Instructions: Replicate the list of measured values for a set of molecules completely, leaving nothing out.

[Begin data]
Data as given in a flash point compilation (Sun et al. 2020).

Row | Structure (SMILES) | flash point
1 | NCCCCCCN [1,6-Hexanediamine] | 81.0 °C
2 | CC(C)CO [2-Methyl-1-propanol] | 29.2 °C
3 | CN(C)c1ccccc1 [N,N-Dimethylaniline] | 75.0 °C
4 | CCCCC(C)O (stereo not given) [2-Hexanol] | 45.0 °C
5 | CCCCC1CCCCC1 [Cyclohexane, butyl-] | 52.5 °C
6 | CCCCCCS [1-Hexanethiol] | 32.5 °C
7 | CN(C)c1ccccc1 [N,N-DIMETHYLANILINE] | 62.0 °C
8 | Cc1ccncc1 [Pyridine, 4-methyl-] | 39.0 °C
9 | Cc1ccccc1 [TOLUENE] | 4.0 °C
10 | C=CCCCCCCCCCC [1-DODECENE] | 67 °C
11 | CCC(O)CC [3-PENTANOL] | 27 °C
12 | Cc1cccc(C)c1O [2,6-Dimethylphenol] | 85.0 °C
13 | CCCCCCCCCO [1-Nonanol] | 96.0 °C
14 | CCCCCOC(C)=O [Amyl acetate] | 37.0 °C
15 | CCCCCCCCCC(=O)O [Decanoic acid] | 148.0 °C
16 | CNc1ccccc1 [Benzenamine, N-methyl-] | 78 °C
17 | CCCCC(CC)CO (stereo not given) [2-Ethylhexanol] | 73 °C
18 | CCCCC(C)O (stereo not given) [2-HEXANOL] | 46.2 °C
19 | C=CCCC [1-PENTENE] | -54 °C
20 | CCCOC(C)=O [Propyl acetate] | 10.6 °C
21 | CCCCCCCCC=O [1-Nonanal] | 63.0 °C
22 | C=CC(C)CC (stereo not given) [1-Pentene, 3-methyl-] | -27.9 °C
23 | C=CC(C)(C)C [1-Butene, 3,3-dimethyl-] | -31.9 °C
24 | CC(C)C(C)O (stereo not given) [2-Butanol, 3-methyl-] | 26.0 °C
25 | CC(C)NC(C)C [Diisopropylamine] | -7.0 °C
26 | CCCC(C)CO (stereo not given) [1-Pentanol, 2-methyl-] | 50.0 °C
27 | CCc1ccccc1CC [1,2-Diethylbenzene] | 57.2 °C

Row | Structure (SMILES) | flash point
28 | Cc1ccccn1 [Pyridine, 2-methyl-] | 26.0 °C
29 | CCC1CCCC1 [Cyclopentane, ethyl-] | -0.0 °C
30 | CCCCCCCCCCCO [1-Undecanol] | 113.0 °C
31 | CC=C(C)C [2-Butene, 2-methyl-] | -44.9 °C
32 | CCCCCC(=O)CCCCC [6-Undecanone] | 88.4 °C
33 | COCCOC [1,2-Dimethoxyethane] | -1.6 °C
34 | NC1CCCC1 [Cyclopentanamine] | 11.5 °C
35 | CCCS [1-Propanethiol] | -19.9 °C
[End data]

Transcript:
Data as given in a flash point compilation (Sun et al. 2020).

Row | Structure (SMILES) | flash point
1 | NCCCCCCN [1,6-Hexanediamine] | 81.0 °C
2 | CC(C)CO [2-Methyl-1-propanol] | 29.2 °C
3 | CN(C)c1ccccc1 [N,N-Dimethylaniline] | 75.0 °C
4 | CCCCC(C)O (stereo not given) [2-Hexanol] | 45.0 °C
5 | CCCCC1CCCCC1 [Cyclohexane, butyl-] | 52.5 °C
6 | CCCCCCS [1-Hexanethiol] | 32.5 °C
7 | CN(C)c1ccccc1 [N,N-DIMETHYLANILINE] | 62.0 °C
8 | Cc1ccncc1 [Pyridine, 4-methyl-] | 39.0 °C
9 | Cc1ccccc1 [TOLUENE] | 4.0 °C
10 | C=CCCCCCCCCCC [1-DODECENE] | 67 °C
11 | CCC(O)CC [3-PENTANOL] | 27 °C
12 | Cc1cccc(C)c1O [2,6-Dimethylphenol] | 85.0 °C
13 | CCCCCCCCCO [1-Nonanol] | 96.0 °C
14 | CCCCCOC(C)=O [Amyl acetate] | 37.0 °C
15 | CCCCCCCCCC(=O)O [Decanoic acid] | 148.0 °C
16 | CNc1ccccc1 [Benzenamine, N-methyl-] | 78 °C
17 | CCCCC(CC)CO (stereo not given) [2-Ethylhexanol] | 73 °C
18 | CCCCC(C)O (stereo not given) [2-HEXANOL] | 46.2 °C
19 | C=CCCC [1-PENTENE] | -54 °C
20 | CCCOC(C)=O [Propyl acetate] | 10.6 °C
21 | CCCCCCCCC=O [1-Nonanal] | 63.0 °C
22 | C=CC(C)CC (stereo not given) [1-Pentene, 3-methyl-] | -27.9 °C
23 | C=CC(C)(C)C [1-Butene, 3,3-dimethyl-] | -31.9 °C
24 | CC(C)C(C)O (stereo not given) [2-Butanol, 3-methyl-] | 26.0 °C
25 | CC(C)NC(C)C [Diisopropylamine] | -7.0 °C
26 | CCCC(C)CO (stereo not given) [1-Pentanol, 2-methyl-] | 50.0 °C
27 | CCc1ccccc1CC [1,2-Diethylbenzene] | 57.2 °C

Row | Structure (SMILES) | flash point
28 | Cc1ccccn1 [Pyridine, 2-methyl-] | 26.0 °C
29 | CCC1CCCC1 [Cyclopentane, ethyl-] | -0.0 °C
30 | CCCCCCCCCCCO [1-Undecanol] | 113.0 °C
31 | CC=C(C)C [2-Butene, 2-methyl-] | -44.9 °C
32 | CCCCCC(=O)CCCCC [6-Undecanone] | 88.4 °C
33 | COCCOC [1,2-Dimethoxyethane] | -1.6 °C
34 | NC1CCCC1 [Cyclopentanamine] | 11.5 °C
35 | CCCS [1-Propanethiol] | -19.9 °C